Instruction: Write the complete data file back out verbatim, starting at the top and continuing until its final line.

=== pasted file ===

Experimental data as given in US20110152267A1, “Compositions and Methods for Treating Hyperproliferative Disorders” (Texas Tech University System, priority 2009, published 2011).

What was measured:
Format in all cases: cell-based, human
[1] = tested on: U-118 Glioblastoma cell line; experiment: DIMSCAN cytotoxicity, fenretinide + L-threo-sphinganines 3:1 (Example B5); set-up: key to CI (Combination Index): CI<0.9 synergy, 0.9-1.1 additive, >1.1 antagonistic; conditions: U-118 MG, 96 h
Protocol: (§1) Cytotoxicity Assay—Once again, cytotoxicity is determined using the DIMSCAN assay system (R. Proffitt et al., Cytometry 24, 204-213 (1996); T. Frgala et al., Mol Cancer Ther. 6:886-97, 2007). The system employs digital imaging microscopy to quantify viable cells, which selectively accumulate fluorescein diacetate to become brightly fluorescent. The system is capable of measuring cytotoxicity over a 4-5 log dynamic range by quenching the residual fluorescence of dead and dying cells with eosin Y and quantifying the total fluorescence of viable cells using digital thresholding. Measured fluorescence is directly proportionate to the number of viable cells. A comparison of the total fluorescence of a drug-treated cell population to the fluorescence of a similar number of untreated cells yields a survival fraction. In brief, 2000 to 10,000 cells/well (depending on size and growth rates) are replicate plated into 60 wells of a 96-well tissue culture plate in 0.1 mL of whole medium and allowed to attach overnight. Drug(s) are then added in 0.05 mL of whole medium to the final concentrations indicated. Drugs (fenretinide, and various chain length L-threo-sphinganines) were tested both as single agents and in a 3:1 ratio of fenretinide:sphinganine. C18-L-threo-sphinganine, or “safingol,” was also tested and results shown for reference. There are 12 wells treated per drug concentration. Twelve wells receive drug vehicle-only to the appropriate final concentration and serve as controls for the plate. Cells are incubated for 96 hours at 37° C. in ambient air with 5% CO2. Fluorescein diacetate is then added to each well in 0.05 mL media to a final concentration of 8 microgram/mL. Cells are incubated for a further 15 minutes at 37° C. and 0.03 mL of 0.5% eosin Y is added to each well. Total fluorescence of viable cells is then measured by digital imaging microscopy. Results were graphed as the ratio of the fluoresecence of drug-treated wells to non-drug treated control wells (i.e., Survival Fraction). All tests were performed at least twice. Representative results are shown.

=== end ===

Experimental data as given in US20110152267A1, “Compositions and Methods for Treating Hyperproliferative Disorders” (Texas Tech University System, priority 2009, published 2011).

What was measured:
Format in all cases: cell-based, human
[1] = tested on: U-118 Glioblastoma cell line; experiment: DIMSCAN cytotoxicity, fenretinide + L-threo-sphinganines 3:1 (Example B5); set-up: key to CI (Combination Index): CI<0.9 synergy, 0.9-1.1 additive, >1.1 antagonistic; conditions: U-118 MG, 96 h
Protocol: (§1) Cytotoxicity Assay—Once again, cytotoxicity is determined using the DIMSCAN assay system (R. Proffitt et al., Cytometry 24, 204-213 (1996); T. Frgala et al., Mol Cancer Ther. 6:886-97, 2007). The system employs digital imaging microscopy to quantify viable cells, which selectively accumulate fluorescein diacetate to become brightly fluorescent. The system is capable of measuring cytotoxicity over a 4-5 log dynamic range by quenching the residual fluorescence of dead and dying cells with eosin Y and quantifying the total fluorescence of viable cells using digital thresholding. Measured fluorescence is directly proportionate to the number of viable cells. A comparison of the total fluorescence of a drug-treated cell population to the fluorescence of a similar number of untreated cells yields a survival fraction. In brief, 2000 to 10,000 cells/well (depending on size and growth rates) are replicate plated into 60 wells of a 96-well tissue culture plate in 0.1 mL of whole medium and allowed to attach overnight. Drug(s) are then added in 0.05 mL of whole medium to the final concentrations indicated. Drugs (fenretinide, and various chain length L-threo-sphinganines) were tested both as single agents and in a 3:1 ratio of fenretinide:sphinganine. C18-L-threo-sphinganine, or “safingol,” was also tested and results shown for reference. There are 12 wells treated per drug concentration. Twelve wells receive drug vehicle-only to the appropriate final concentration and serve as controls for the plate. Cells are incubated for 96 hours at 37° C. in ambient air with 5% CO2. Fluorescein diacetate is then added to each well in 0.05 mL media to a final concentration of 8 microgram/mL. Cells are incubated for a further 15 minutes at 37° C. and 0.03 mL of 0.5% eosin Y is added to each well. Total fluorescence of viable cells is then measured by digital imaging microscopy. Results were graphed as the ratio of the fluoresecence of drug-treated wells to non-drug treated control wells (i.e., Survival Fraction). All tests were performed at least twice. Representative results are shown.